The data shown below were collected from the profiles of 18 tweeters who shared this research output. Click here to find out more about how the information was compiled.

Mendeley readers

The data shown below were compiled from readership statistics for 429 Mendeley readers of this research output. Click here to see the associated Mendeley record.

Geographical breakdown

Country Count As %
Ghana 1 <1%
South Africa 1 <1%
Unknown 427 100%

Demographic breakdown

Readers by professional status Count As %
Student > Master 79 18%
Student > Ph. D. Student 58 14%
Student > Bachelor 56 13%
Researcher 47 11%
Student > Postgraduate 27 6%
Other 80 19%
Unknown 82 19%
Readers by discipline Count As %
Medicine and Dentistry 127 30%
Nursing and Health Professions 81 19%
Social Sciences 38 9%
Psychology 30 7%
Pharmacology, Toxicology and Pharmaceutical Science 10 2%
Other 44 10%
Unknown 99 23%

Attention Score in Context

This research output has an Altmetric Attention Score of 73. This is our high-level measure of the quality and quantity of online attention that it has received. This Attention Score, as well as the ranking and number of research outputs shown below, was calculated when the research output was last mentioned on 18 October 2020.
All research outputs
#352,888
of 17,572,152 outputs
Outputs from Cochrane database of systematic reviews
#772
of 11,713 outputs
Outputs of similar age
#8,938
of 350,016 outputs
Outputs of similar age from Cochrane database of systematic reviews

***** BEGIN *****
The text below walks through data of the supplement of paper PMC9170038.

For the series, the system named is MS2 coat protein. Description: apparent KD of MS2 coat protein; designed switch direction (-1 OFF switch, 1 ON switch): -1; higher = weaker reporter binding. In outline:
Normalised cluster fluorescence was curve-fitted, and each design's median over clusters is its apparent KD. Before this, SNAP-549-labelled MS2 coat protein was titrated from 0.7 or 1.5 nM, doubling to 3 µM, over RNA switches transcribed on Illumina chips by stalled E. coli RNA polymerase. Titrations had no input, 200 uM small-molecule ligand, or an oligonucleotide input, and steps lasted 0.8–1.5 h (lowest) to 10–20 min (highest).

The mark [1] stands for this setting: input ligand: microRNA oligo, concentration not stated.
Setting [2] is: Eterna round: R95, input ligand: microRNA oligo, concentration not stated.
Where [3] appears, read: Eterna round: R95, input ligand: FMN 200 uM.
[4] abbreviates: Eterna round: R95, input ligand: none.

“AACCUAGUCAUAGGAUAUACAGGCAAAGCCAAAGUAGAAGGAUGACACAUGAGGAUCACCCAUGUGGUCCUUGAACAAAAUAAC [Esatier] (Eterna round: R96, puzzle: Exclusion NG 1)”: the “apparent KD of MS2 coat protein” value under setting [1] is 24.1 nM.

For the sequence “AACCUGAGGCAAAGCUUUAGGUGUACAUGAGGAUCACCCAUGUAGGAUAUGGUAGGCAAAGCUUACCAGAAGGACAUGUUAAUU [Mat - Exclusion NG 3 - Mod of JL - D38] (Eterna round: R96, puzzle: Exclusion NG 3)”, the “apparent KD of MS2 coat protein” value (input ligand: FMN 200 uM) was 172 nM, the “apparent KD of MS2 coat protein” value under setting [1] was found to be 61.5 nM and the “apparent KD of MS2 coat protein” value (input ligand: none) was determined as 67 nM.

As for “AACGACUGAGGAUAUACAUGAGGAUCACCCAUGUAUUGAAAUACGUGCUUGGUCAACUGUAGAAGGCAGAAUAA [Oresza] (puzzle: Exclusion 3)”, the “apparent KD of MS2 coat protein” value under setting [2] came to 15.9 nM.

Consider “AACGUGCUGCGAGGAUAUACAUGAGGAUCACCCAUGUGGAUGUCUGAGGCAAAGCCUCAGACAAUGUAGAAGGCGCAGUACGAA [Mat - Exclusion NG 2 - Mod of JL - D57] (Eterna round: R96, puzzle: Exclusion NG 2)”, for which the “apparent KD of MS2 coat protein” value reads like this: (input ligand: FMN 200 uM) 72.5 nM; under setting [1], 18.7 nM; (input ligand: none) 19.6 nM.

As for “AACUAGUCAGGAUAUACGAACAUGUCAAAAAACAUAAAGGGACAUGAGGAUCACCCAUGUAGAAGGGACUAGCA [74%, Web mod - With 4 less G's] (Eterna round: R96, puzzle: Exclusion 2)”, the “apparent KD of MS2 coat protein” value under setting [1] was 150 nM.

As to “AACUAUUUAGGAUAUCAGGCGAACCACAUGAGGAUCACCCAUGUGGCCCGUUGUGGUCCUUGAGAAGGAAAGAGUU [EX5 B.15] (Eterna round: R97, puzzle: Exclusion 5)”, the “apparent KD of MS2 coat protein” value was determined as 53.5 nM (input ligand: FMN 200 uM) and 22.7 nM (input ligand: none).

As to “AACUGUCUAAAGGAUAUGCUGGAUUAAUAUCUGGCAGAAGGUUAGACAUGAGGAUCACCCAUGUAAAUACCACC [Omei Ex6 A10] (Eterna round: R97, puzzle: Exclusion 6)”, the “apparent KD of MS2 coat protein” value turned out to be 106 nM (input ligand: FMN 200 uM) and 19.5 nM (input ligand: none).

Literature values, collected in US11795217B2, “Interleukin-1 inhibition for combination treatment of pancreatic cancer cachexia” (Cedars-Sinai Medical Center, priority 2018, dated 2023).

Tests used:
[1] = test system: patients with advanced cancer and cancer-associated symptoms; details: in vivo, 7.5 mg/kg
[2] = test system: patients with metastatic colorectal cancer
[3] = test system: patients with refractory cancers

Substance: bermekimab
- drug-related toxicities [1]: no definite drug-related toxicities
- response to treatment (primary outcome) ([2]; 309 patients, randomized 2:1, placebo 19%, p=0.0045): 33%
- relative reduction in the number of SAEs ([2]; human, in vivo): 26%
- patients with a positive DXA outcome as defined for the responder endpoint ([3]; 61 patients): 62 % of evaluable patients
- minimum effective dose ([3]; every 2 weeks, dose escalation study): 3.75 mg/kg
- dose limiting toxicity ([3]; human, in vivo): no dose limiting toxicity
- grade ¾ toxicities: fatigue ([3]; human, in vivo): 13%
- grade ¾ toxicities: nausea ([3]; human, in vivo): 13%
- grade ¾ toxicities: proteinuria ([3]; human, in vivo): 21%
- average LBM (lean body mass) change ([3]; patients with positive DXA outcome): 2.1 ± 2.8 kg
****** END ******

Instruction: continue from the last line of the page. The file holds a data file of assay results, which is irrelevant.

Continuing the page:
#24
of 194 outputs
Altmetric has tracked 17,572,152 research outputs across all sources so far. Compared to these this one has done particularly well and is in the 97th percentile: it's in the top 5% of all research outputs ever tracked by Altmetric.
So far Altmetric has tracked 11,713 research outputs from this source. They typically receive a lot more attention than average, with a mean Attention Score of 25.2. This one has done particularly well, scoring higher than 93% of its peers.
Older research outputs will score higher simply because they've had more time to accumulate mentions. To account for age we can compare this Altmetric Attention Score to the 350,016 tracked outputs that were published within six weeks on either side of this one in any source. This one has done particularly well, scoring higher than 97% of its contemporaries.
We're also able to compare this research output to 194 others from the same source and published within six weeks on either side of this one. This one has done well, scoring higher than 88% of its contemporaries.